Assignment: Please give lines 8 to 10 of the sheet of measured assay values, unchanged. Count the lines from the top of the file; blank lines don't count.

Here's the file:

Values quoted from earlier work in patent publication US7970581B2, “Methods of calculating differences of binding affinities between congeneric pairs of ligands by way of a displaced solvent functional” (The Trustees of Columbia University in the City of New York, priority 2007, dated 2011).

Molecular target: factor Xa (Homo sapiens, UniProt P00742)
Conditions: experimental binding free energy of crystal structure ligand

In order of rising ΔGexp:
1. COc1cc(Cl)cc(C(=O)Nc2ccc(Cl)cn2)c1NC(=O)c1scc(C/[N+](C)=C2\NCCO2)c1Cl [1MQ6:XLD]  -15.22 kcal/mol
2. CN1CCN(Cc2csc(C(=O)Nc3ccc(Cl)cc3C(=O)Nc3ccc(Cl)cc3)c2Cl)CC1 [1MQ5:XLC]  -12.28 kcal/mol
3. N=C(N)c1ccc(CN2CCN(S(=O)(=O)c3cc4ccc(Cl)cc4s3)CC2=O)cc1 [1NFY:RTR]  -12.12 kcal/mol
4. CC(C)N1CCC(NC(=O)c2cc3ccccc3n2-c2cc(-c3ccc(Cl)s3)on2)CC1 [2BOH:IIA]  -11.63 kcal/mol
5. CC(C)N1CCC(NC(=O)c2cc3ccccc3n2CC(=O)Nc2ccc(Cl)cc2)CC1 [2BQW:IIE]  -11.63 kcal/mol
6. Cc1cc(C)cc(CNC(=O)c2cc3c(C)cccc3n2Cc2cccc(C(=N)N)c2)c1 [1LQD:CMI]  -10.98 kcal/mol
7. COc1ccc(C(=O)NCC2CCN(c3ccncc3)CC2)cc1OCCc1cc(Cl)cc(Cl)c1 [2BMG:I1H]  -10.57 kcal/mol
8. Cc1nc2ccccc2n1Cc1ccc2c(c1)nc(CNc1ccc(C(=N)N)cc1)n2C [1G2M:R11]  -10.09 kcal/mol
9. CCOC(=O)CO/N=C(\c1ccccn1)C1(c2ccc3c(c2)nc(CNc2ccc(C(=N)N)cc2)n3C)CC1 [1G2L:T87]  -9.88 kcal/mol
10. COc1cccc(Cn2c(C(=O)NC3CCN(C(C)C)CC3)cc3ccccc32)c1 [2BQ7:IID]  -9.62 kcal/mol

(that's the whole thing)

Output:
4. CC(C)N1CCC(NC(=O)c2cc3ccccc3n2-c2cc(-c3ccc(Cl)s3)on2)CC1 [2BOH:IIA]  -11.63 kcal/mol
5. CC(C)N1CCC(NC(=O)c2cc3ccccc3n2CC(=O)Nc2ccc(Cl)cc2)CC1 [2BQW:IIE]  -11.63 kcal/mol
6. Cc1cc(C)cc(CNC(=O)c2cc3c(C)cccc3n2Cc2cccc(C(=N)N)c2)c1 [1LQD:CMI]  -10.98 kcal/mol